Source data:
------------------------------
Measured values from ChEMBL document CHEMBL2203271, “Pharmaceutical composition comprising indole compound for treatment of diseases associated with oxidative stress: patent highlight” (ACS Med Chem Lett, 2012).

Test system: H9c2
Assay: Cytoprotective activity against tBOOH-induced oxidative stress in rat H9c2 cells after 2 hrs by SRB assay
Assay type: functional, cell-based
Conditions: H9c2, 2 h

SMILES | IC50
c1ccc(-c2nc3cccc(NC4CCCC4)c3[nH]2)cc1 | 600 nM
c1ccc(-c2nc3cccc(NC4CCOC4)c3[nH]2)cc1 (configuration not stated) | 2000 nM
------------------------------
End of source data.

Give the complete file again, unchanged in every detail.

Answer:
Measured values from ChEMBL document CHEMBL2203271, “Pharmaceutical composition comprising indole compound for treatment of diseases associated with oxidative stress: patent highlight” (ACS Med Chem Lett, 2012).

Test system: H9c2
Assay: Cytoprotective activity against tBOOH-induced oxidative stress in rat H9c2 cells after 2 hrs by SRB assay
Assay type: functional, cell-based
Conditions: H9c2, 2 h

SMILES | IC50
c1ccc(-c2nc3cccc(NC4CCCC4)c3[nH]2)cc1 | 600 nM
c1ccc(-c2nc3cccc(NC4CCOC4)c3[nH]2)cc1 (configuration not stated) | 2000 nM